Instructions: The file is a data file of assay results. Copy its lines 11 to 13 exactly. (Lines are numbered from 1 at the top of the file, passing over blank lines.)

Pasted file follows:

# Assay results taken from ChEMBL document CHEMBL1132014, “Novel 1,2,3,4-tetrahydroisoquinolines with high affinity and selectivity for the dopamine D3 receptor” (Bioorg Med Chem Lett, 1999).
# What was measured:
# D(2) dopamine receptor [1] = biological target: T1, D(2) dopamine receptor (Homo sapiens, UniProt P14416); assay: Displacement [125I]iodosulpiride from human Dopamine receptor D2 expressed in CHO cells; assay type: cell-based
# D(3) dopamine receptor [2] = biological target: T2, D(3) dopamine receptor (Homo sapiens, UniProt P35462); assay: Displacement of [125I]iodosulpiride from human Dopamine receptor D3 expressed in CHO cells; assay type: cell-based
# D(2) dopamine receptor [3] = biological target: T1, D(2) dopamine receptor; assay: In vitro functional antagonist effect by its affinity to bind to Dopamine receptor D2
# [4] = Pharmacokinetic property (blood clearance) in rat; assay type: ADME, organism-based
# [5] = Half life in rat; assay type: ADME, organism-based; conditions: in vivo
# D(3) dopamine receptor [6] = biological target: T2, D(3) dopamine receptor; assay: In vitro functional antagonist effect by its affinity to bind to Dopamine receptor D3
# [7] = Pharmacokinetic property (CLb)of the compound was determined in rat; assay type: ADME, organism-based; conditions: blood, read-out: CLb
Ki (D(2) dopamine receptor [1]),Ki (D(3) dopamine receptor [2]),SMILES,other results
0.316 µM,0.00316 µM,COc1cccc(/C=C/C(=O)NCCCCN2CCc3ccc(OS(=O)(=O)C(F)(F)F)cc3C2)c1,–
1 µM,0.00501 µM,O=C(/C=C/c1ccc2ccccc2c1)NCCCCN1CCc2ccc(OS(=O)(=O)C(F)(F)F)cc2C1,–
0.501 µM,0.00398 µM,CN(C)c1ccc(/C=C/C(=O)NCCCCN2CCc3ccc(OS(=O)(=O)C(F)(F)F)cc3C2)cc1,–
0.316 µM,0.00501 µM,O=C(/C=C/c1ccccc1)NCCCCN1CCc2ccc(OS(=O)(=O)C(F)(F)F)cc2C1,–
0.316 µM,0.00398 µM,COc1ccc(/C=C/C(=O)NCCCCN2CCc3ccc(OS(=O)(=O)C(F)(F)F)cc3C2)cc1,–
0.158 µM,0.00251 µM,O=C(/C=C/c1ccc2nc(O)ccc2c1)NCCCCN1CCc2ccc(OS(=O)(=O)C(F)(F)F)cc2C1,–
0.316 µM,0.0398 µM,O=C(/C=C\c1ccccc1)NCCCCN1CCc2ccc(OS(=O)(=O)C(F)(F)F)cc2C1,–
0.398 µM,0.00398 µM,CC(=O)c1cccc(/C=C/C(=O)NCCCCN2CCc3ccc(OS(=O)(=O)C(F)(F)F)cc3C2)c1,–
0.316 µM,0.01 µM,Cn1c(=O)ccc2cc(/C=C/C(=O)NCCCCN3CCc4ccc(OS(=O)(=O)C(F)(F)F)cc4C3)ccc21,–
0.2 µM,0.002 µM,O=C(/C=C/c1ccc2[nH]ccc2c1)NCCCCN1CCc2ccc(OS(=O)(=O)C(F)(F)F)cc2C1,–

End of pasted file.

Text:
0.316 µM,0.00316 µM,COc1cccc(/C=C/C(=O)NCCCCN2CCc3ccc(OS(=O)(=O)C(F)(F)F)cc3C2)c1,–
1 µM,0.00501 µM,O=C(/C=C/c1ccc2ccccc2c1)NCCCCN1CCc2ccc(OS(=O)(=O)C(F)(F)F)cc2C1,–
0.501 µM,0.00398 µM,CN(C)c1ccc(/C=C/C(=O)NCCCCN2CCc3ccc(OS(=O)(=O)C(F)(F)F)cc3C2)cc1,–